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    my vote is for a rolleicord. I love mine. I have a III by the way.
     
  17. TheFlyingCamera

    TheFlyingCamera Membership Council Council

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    I've got two extremes in TLRs - A Rollei 2.8 E and a Graflex 22. The Graflex is a great knockaround camera with a halfway decent lens on it, but the shutter is limiting and it's a red-window film advance, so your spacing is never consistent, and there's no double-exposure prevention. Which is why I went to the Rollei - it has the most accurate and consistent film advance mechanism I've ever seen. I'd say look around for a beater Rollei 3.5 E - I found my 2.8 on Ebay for $500, so you should be able to score a 3.5 for close to your budget.
     
  18. jp498

    jp498 Member

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    TLRs are a great complement to 4x5 shooting. With a good film like tmy2, you can nearly get 4x5 results if it's not to be enlarged too much. It'll be better than 35mm for sure, and better than a lot of digital stuff.

    You should be able to get a rolleicord or tessar equipped rolleiflex (automat) for your budget. I like my 75/3.5 rolleiflex. The Yashicas are good as mentioned. Lots of choices here. I have a Yashica-C which is pretty low end compared to some of the others, but I like it a lot. Unless you can test it before buying, you may want to set aside some of the budget for servicing the camera as well.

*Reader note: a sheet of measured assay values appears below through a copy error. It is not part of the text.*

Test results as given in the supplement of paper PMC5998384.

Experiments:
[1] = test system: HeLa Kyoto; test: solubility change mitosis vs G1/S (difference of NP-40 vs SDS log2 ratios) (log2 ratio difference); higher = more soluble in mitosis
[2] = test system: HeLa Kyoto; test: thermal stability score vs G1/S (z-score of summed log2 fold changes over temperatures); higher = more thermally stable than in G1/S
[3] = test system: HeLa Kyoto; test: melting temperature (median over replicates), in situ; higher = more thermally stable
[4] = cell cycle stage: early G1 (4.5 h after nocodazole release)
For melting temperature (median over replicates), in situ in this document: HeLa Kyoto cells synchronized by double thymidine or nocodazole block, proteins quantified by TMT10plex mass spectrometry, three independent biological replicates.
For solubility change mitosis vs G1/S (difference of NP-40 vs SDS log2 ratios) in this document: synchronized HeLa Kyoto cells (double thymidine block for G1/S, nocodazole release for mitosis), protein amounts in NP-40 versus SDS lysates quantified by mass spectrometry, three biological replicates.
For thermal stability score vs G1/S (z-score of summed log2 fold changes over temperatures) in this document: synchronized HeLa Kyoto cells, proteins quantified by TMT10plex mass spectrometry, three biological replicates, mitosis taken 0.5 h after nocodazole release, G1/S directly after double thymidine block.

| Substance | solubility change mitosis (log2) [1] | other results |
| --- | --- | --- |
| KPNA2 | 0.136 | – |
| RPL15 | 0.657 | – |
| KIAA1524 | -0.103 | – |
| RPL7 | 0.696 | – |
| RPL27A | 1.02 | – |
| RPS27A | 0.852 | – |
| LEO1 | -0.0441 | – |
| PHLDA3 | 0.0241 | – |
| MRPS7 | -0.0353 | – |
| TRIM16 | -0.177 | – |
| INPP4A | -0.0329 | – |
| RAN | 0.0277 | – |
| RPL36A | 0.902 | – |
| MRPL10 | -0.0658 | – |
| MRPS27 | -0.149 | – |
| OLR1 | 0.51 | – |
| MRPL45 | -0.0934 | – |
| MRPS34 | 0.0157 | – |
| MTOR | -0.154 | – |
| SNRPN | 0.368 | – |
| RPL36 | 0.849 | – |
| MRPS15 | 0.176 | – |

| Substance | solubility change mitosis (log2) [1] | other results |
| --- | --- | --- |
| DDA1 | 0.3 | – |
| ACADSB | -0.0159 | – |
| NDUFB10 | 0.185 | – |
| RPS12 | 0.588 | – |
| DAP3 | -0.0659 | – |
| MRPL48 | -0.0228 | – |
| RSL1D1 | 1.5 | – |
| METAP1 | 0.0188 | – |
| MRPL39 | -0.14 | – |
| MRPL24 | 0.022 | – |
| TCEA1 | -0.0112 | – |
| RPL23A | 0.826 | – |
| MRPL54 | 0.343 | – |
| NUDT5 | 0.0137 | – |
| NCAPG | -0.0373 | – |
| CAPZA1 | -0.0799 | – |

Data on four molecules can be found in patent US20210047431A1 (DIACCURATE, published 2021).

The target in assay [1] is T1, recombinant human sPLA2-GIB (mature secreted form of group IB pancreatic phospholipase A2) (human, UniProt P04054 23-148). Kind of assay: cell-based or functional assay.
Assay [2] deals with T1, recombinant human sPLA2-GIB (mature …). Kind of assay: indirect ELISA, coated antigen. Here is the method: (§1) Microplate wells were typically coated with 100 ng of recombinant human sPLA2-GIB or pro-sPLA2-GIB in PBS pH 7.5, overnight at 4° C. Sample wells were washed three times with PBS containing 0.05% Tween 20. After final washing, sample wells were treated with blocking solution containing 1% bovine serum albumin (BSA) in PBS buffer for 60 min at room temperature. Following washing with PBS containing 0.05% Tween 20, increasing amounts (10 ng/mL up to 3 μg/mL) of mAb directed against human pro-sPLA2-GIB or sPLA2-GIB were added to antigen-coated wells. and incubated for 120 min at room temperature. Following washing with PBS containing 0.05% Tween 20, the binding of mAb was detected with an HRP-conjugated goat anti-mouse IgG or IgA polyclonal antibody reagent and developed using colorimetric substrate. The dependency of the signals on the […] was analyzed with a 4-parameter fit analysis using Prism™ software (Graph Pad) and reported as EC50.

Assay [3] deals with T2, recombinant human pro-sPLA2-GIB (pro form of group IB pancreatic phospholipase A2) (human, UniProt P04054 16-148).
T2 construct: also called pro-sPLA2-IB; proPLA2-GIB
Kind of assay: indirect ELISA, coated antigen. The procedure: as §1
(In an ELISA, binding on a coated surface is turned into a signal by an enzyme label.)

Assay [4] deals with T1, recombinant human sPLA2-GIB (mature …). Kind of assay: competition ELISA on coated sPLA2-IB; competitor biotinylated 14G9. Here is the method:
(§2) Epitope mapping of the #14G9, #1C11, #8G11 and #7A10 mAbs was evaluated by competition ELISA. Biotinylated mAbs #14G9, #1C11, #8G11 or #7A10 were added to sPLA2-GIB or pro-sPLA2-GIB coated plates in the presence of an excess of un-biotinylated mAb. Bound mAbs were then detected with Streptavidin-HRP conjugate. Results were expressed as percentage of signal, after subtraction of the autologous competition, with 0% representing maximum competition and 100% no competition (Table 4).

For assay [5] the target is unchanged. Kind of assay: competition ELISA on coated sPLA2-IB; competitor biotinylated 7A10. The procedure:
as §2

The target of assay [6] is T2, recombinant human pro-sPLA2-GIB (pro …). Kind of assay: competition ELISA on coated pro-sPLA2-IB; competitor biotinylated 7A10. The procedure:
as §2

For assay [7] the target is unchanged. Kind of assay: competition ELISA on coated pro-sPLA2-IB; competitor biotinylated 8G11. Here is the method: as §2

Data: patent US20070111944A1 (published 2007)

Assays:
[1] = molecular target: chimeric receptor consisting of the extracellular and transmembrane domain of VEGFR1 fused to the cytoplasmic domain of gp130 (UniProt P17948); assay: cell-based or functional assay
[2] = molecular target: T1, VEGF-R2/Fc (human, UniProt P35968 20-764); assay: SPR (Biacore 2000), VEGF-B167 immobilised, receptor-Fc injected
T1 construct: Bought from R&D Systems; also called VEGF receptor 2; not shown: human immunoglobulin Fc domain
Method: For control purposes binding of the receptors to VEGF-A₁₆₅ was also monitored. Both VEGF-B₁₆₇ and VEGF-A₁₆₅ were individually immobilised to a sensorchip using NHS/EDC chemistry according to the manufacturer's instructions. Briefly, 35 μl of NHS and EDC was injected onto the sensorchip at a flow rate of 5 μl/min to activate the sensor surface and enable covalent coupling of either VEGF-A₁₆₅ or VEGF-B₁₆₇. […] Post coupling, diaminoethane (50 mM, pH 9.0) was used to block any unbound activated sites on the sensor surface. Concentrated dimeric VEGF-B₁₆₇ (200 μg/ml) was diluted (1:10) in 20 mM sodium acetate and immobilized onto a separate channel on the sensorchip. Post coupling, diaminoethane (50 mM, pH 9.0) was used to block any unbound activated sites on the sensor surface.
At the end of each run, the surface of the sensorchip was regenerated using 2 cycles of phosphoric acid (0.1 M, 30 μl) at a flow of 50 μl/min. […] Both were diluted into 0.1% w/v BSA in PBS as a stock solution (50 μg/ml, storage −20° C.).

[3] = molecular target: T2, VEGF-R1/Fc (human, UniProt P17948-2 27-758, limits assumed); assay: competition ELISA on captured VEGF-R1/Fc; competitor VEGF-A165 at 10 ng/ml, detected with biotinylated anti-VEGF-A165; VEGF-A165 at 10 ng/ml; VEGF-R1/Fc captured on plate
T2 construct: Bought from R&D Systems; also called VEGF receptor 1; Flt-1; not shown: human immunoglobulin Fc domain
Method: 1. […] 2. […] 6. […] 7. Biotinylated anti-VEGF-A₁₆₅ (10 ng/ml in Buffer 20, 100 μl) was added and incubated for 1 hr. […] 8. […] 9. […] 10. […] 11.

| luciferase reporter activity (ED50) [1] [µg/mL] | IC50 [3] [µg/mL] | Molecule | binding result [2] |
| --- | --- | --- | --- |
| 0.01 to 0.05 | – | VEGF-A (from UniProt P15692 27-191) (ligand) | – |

19. Vaughn

    Vaughn Subscriber

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    I have a Rolleiflex to sell -- Serial No 1,276,291 Should be a 3.5A (Automat Model 4) -- it has a Carl Zeiss Jena Tessar 75/3.5 (with a red "T" on the lenses -- multicoated) made in the early 1950's, I believe.

    Good to very good condition (with case in good condition, except I would no longer trust the strap) -- the only problem is the the "B" setting does not work. Can be repaired when you send it in for an eventual CLA.

    $150 plus shipping.

    Vaughn
     
  20. Jeff Kubach

    Jeff Kubach Member

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    If you hard press for a TLR while not look up KEH.

    Jeff
     
  21. Vaughn

    Vaughn Subscriber

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    Just for fun, I did -- the cheapest Rolleiflexes were well over two hundred dollars and non-operative or shutters times off.
     
  22. Velander

    Velander Member

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    I just inherited a camera collection and I don't know what I'm going to do with them. Maybe one of them would work for you. You can see them by doing a Google search for "Larry's Camera Collection", or you can just visit my home page under my profile.
     
  23. Marc B.

    Marc B. Member

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    EAS, "The camera can be a bit heavy and big, so long as it is good for portraits as well as still life and landscapes."